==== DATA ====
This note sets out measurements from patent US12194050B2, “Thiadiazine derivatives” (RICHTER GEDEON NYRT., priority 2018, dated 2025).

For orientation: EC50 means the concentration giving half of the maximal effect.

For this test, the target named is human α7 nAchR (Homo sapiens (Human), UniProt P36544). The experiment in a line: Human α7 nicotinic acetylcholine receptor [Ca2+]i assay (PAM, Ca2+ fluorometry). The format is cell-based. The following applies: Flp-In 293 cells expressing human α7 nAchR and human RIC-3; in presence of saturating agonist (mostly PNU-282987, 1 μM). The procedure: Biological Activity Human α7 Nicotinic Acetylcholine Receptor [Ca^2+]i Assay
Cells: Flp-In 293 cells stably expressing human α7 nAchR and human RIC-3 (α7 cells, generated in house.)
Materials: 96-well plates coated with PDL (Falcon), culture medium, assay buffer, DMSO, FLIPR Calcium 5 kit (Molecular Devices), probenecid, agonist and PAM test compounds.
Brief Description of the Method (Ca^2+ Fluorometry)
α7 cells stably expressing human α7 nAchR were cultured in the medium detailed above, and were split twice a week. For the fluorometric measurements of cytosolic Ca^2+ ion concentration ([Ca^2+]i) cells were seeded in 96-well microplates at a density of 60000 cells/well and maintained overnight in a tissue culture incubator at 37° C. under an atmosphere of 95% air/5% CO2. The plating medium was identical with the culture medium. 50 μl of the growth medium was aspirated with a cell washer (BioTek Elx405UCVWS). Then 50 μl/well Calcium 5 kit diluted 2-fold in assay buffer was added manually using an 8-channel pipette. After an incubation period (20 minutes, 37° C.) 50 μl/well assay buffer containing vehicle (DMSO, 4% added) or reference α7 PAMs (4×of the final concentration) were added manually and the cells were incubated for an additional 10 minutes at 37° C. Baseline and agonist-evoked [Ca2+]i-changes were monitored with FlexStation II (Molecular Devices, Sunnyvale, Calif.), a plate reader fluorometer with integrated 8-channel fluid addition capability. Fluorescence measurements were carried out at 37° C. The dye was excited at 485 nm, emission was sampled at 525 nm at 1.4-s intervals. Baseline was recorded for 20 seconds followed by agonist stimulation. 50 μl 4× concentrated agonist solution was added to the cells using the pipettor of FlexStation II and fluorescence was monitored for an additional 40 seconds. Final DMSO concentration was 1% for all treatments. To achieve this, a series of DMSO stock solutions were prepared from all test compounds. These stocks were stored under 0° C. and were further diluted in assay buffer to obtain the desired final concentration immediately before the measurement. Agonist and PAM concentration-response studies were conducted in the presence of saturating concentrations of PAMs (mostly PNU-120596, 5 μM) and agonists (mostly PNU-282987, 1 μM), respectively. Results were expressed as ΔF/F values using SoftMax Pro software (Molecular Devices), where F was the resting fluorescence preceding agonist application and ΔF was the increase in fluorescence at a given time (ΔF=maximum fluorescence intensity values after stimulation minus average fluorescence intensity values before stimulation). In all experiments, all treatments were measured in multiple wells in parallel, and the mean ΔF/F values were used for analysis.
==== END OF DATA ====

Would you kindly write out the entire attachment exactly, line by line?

This note sets out measurements from patent US12194050B2, “Thiadiazine derivatives” (RICHTER GEDEON NYRT., priority 2018, dated 2025).

For orientation: EC50 means the concentration giving half of the maximal effect.

For this test, the target named is human α7 nAchR (Homo sapiens (Human), UniProt P36544). The experiment in a line: Human α7 nicotinic acetylcholine receptor [Ca2+]i assay (PAM, Ca2+ fluorometry). The format is cell-based. The following applies: Flp-In 293 cells expressing human α7 nAchR and human RIC-3; in presence of saturating agonist (mostly PNU-282987, 1 μM). The procedure: Biological Activity Human α7 Nicotinic Acetylcholine Receptor [Ca^2+]i Assay
Cells: Flp-In 293 cells stably expressing human α7 nAchR and human RIC-3 (α7 cells, generated in house.)
Materials: 96-well plates coated with PDL (Falcon), culture medium, assay buffer, DMSO, FLIPR Calcium 5 kit (Molecular Devices), probenecid, agonist and PAM test compounds.
Brief Description of the Method (Ca^2+ Fluorometry)
α7 cells stably expressing human α7 nAchR were cultured in the medium detailed above, and were split twice a week. For the fluorometric measurements of cytosolic Ca^2+ ion concentration ([Ca^2+]i) cells were seeded in 96-well microplates at a density of 60000 cells/well and maintained overnight in a tissue culture incubator at 37° C. under an atmosphere of 95% air/5% CO2. The plating medium was identical with the culture medium. 50 μl of the growth medium was aspirated with a cell washer (BioTek Elx405UCVWS). Then 50 μl/well Calcium 5 kit diluted 2-fold in assay buffer was added manually using an 8-channel pipette. After an incubation period (20 minutes, 37° C.) 50 μl/well assay buffer containing vehicle (DMSO, 4% added) or reference α7 PAMs (4×of the final concentration) were added manually and the cells were incubated for an additional 10 minutes at 37° C. Baseline and agonist-evoked [Ca2+]i-changes were monitored with FlexStation II (Molecular Devices, Sunnyvale, Calif.), a plate reader fluorometer with integrated 8-channel fluid addition capability. Fluorescence measurements were carried out at 37° C. The dye was excited at 485 nm, emission was sampled at 525 nm at 1.4-s intervals. Baseline was recorded for 20 seconds followed by agonist stimulation. 50 μl 4× concentrated agonist solution was added to the cells using the pipettor of FlexStation II and fluorescence was monitored for an additional 40 seconds. Final DMSO concentration was 1% for all treatments. To achieve this, a series of DMSO stock solutions were prepared from all test compounds. These stocks were stored under 0° C. and were further diluted in assay buffer to obtain the desired final concentration immediately before the measurement. Agonist and PAM concentration-response studies were conducted in the presence of saturating concentrations of PAMs (mostly PNU-120596, 5 μM) and agonists (mostly PNU-282987, 1 μM), respectively. Results were expressed as ΔF/F values using SoftMax Pro software (Molecular Devices), where F was the resting fluorescence preceding agonist application and ΔF was the increase in fluorescence at a given time (ΔF=maximum fluorescence intensity values after stimulation minus average fluorescence intensity values before stimulation). In all experiments, all treatments were measured in multiple wells in parallel, and the mean ΔF/F values were used for analysis.